by Brad Scott
In two places in the 11th chapter of Romans, Sha’ul calls those who are not part of the natural tree a "wild olive tree". The English word wild is taken from the Greek word agrios. Obviously this is part of where we get the word agriculture. Those of this wild tree are spoken of quite frequently in the Tanakh. There are basically two Hebrew words that are translated into our word wild as it appears in our text. The first word sadeh (שדה) is used quite frequently and is the common Hebrew word for a field. It's first use is in Bere’shiyt (Genesis):
Bere’shiyt 2:5And every plant of the field before it was in the earth, and every herb of the field before it grew: for YHVH ’Elohiym had not caused it to rain upon the earth, and there was not a man to till the ground.
It is a word used to speak of vegetation that is not in a garden and out growing wild in the field. The syntax of this word in Romans 11:24 tells us that those in the wild olive tree are those that are "of the field". They are those who are existing by their bootstraps and consuming whatever comes their way, as opposed to vegetation in a master's garden being taken care of by the gardener. By analogy, they are those that are out struggling in the world as opposed to dwelling in their father's house (parable of the prodigal son). Here are a few examples of how this word is used in the Tanakh.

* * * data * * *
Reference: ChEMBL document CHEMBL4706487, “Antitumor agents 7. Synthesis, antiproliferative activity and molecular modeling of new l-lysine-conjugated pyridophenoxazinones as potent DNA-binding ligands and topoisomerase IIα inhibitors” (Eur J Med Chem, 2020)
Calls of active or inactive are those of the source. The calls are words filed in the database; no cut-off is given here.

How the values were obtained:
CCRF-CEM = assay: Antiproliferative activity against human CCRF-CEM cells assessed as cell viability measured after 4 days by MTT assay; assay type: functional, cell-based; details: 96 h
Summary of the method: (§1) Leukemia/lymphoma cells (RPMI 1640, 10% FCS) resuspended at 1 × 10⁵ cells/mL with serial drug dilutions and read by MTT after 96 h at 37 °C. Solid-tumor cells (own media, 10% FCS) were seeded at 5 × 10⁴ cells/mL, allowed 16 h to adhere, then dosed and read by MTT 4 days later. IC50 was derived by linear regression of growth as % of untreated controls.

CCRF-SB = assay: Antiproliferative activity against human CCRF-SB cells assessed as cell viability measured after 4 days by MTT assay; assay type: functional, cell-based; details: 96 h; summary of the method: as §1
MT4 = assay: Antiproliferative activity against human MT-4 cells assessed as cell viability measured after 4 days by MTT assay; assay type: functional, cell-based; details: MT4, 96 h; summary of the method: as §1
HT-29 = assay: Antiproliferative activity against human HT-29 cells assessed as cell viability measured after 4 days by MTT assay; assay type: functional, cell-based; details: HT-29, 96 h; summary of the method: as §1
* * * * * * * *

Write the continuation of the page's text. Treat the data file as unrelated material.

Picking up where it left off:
Devariym (Deuteronomy) 7:22And YHVH thy ’Elohiym will put out those nations before thee by little and little: thou mayest not consume them at once, lest the beasts of the field increase upon thee.
Hoshea (Hosea) 2:12,18And I will destroy her vines and her fig trees, whereof she hath said, These are my rewards that my lovers have given me: and I will make them a forest, and the beasts of the field shall eat them. And in that day will I make a covenant for them with the beasts of the field, and with the fowls of heaven, and with the creeping things of the ground: and I will break the bow and the sword and the battle out of the earth, and will make them to lie down safely.
Hosea 4:3Therefore shall the land mourn, and every one that dwelleth therein shall languish, with the beasts of the field, and with the fowls of heaven; yea, the fishes of the sea also shall be taken away.
The other word used in the Hebrew text from which we get the word wild is pere' (פרא). This word means to be unconstrained or free from control. It is translated as wild, divided, separated, and scattered. This word more closely resembles the way our dominant religion looks at their new found freedom in the Messiah. But this is a description of what we were before we came into the kingdom of our God. Here are two examples of this word in the dictionary of the New Testament (the Tanakh).
Bere’shiyt 16:12And he will be a wild man [Ishmael]; his hand will be against every man, and every man's hand against him; and he shall dwell in the presence of all his brethren.
Hoshea 8:9<For they are gone up to Assyria, a wild ass alone by himself: Ephraim hath hired lovers.
You mean Ephraim, another name for the scattered house of Israel, is directly associated with the wild olive tree in Romans 11?
Shalom Alecheim! ◊